Under Surveillance

June 20, 2013
by Parise Arakelian

While in a transition period in my career, I chose to transfer from my position in the main operating room to a new aspect of surgical nursing. I was approached by the administrator of the Same Day Surgery Unit. She was inquiring if I knew of a nurse who would like to work in her department, to which I replied, "What about me?" The rest is history. On the day when I left for the outpatient assignment, one of the surgeons came up to me and said, "The salt has left the operating room."

As I pondered this statement, I began looking to Scripture to verify its meaning. Salt is mainly used for seasoning and as a preservative. The Hebrew people were well aware of the importance of salt to health. Salt had a significant place in Hebrew worship. It was included in the grain offering, in the burnt offering, and in the incense used in the Temple. Covenants were ratified with salt and newborn babies were rubbed with salt in the belief that this action promoted good health.

Jesus described His disciples as the salt of the earth, urging them to imitate the usefulness of salt:

Matthew 5:13 – Let me tell you why you are here. You're here to be salt-seasoning that brings out the God-flavors of this earth. If you lose your saltiness, how will people taste godliness? You've lost your usefulness and will end up in the garbage. (MSG)

The apostle Paul urged his followers, "Let your speech always be with grace, as though seasoned with salt, so that you will know how you should respond to each person." (Colossians 4:6 NASB) We had a chorus that we sang in Sunday School which is so explanatory:

    What you are speaks so loud that the world can't believe what you say.
    They're looking at your walk, not listening to your talk.
    They're judging by your actions every day.
    Don't believe you'll deceive by claiming what you've never known.
    They'll accept what they see and know you to be.
    They'll judge from your life alone.

Our actions, not our words, tell our story to the world that watches us.

Prayer: Heavenly Father, thank You for the ministry of our Saviour rendered during His lifetime on this earth. Allow our speech to reflect His in all situations. Keep our conversations seasoned with salt, always full of grace. Together, may our voices be in agreement with Christ, giving honour to You. In Jesus' precious name, we pray. Amen.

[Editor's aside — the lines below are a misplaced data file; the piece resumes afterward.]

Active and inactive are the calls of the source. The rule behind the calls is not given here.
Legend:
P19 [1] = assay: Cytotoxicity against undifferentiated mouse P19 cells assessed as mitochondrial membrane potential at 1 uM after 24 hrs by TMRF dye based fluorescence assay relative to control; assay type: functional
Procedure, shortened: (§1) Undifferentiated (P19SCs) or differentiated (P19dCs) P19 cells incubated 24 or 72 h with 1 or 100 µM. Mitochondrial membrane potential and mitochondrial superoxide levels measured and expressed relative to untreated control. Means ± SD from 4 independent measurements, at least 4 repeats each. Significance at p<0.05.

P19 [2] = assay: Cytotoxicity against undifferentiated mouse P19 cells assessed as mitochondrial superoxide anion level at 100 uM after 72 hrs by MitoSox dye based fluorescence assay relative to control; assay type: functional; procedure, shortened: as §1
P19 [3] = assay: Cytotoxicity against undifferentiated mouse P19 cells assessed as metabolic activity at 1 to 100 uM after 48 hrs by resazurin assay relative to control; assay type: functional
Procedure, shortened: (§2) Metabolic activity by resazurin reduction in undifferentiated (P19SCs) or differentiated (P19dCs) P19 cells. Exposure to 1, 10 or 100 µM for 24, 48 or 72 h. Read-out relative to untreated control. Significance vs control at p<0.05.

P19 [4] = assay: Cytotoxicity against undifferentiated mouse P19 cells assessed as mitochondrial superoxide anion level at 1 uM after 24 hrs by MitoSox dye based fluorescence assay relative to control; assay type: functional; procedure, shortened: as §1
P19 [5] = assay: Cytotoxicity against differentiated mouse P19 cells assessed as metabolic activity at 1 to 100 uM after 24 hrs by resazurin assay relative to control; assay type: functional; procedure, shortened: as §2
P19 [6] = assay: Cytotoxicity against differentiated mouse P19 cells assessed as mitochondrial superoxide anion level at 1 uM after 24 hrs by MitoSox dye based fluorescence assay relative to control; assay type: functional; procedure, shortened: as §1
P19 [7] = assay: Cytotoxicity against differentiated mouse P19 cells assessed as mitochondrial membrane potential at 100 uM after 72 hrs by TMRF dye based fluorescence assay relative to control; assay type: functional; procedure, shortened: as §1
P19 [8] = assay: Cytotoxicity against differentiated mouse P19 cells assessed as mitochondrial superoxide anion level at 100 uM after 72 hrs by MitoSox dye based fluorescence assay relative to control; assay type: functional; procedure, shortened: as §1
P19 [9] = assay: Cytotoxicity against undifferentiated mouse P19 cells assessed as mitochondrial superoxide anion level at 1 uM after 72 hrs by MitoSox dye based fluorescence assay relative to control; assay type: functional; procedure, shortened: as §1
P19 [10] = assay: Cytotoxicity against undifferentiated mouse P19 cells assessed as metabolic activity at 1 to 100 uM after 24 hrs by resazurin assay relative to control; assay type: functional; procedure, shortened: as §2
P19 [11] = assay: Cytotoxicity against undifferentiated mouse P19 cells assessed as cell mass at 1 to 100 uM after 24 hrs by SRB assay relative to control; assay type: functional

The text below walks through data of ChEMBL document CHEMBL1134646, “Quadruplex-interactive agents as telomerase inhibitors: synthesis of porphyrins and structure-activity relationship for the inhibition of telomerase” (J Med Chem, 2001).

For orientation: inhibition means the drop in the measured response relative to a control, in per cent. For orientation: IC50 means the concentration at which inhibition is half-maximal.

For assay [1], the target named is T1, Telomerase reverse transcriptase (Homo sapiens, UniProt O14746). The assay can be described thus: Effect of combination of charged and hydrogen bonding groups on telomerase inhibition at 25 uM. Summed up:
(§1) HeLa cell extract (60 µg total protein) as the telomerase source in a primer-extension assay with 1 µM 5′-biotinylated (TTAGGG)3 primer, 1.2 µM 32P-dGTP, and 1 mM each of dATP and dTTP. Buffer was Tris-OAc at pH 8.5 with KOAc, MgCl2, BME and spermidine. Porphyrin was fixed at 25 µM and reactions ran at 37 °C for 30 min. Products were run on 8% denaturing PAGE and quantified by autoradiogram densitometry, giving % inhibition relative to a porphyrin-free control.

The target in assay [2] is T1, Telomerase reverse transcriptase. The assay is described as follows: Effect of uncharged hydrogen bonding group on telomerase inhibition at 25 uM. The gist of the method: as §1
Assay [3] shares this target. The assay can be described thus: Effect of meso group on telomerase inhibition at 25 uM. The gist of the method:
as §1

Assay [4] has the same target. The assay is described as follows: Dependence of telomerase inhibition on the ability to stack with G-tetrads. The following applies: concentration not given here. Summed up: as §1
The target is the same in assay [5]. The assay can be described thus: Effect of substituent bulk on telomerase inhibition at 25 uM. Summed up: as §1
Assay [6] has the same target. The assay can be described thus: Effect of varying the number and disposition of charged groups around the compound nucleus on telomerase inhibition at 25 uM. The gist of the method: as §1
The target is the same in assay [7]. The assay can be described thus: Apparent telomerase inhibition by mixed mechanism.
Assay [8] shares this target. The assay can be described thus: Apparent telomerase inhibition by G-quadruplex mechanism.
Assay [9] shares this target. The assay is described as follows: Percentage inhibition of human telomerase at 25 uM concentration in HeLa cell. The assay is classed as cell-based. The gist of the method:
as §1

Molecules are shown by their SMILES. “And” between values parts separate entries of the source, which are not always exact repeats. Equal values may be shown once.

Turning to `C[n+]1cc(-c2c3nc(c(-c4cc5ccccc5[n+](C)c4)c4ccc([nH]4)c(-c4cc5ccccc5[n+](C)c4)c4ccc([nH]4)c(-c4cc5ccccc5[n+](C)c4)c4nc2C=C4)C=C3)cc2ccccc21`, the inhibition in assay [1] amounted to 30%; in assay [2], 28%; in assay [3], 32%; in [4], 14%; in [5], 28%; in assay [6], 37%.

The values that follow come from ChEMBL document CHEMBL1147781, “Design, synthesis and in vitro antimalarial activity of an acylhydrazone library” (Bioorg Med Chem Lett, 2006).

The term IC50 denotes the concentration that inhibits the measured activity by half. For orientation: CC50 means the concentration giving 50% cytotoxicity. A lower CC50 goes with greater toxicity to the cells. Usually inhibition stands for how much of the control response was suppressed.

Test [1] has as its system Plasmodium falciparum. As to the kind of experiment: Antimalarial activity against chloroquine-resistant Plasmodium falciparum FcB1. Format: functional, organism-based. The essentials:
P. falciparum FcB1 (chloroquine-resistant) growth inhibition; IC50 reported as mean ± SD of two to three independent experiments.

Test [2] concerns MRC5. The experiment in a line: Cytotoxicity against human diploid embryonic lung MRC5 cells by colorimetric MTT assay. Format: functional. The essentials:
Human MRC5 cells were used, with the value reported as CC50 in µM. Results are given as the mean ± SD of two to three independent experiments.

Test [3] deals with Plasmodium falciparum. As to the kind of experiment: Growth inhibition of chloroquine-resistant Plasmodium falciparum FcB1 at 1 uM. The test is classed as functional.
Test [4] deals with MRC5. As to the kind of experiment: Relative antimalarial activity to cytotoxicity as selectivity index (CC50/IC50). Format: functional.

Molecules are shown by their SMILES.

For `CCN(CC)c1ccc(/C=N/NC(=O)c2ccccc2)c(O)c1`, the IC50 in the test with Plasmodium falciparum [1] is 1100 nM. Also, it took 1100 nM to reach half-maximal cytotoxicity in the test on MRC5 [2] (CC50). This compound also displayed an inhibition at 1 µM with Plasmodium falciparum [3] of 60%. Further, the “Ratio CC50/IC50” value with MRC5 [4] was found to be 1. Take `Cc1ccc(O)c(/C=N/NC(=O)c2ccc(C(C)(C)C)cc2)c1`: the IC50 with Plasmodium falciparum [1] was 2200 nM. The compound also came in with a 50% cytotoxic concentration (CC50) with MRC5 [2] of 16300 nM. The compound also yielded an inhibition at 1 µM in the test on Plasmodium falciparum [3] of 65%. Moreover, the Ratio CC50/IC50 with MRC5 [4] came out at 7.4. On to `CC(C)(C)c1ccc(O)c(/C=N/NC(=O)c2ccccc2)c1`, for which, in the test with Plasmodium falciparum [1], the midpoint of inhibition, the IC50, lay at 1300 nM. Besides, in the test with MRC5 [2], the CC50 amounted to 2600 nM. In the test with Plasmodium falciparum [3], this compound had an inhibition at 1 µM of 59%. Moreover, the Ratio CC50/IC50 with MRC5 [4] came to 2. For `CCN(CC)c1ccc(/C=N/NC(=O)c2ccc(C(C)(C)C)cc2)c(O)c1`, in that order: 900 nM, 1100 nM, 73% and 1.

About the author:

Parise Arakelian
(deceased)

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1 Comment

  • PresbyCan Feedback says:

    Wonderful reminder Parise.


    Yes! May we be salt and light. Blessings.


    Thanks for this reflection, Parise.
    Blessings.


    Never a truer word spoken, Parise.
    Thank you for sharing.


    Parise, thank you very much for sharing with us. This was awesome and I loved hearing about your experience with the transition. May God continue to bless you.


    Hi Parise! Didn’t realize you were in OR for so long! Wow! Good for you, but I imagine a change was welcome for you.
    Thanks for all the devotionals.


    What a wonderful surprise to wake up and read your devotional this morning.
    The focus you placed on “actions” are more important than words is so true. People will know “who” you are by what you “do”. Both talk and action must be a reflection of our Savior Jesus Christ.
    Thanks again, your talk and action reflect Him.


    Dear Parise,
    I once heard, “Your actions speak so loudly, your words cannot be heard.”
    Dear Lord, please keep your Way and your Words, both so powerfully in us that our actions will speak the same language as our words.
    Keep writing.


    Good morning Parise,
    Thanks for your devotional. The summary on salt was very useful to me, an avid note taker. And I am sure the feather in your cap was well deserved. God give us all the great grace to be obvious salt of the earth and to deserve compliments such as you no doubt earned.
    Blessings.


    Dear Parise,
    I can see why the doctor made that remark since he was about to lose a good nurse and valuable member of his surgical team. Your example on the job is a great testimony of Jesus’ teaching! Thank you for sharing this encouraging message; may we always be above reproach so that our lives will reflect and honor Christ in all that we do.


    Dearest Parise,
    Thank you for writing to us through PresbyCan Daily.
    Amen! to your prayer.
    The way you spaced out the Colossians 4 passage gave me time to meditate on each sentence.
    Well done, Salty.


    That was a good devotional Parise, but I don’t entirely agree with your last sentence.
    One of my favourite verses is Psalm 19:14;
    “let the words of my mouth and the meditations of my heart be acceptable in thy sight O Lord”……
    I believe as you do that our actions reveal a lot about us, but equally so do our words, that come out of our heart. I know the Lord has dealt with me about my words as well as my actions and how the world perceives me.
    Blessings.

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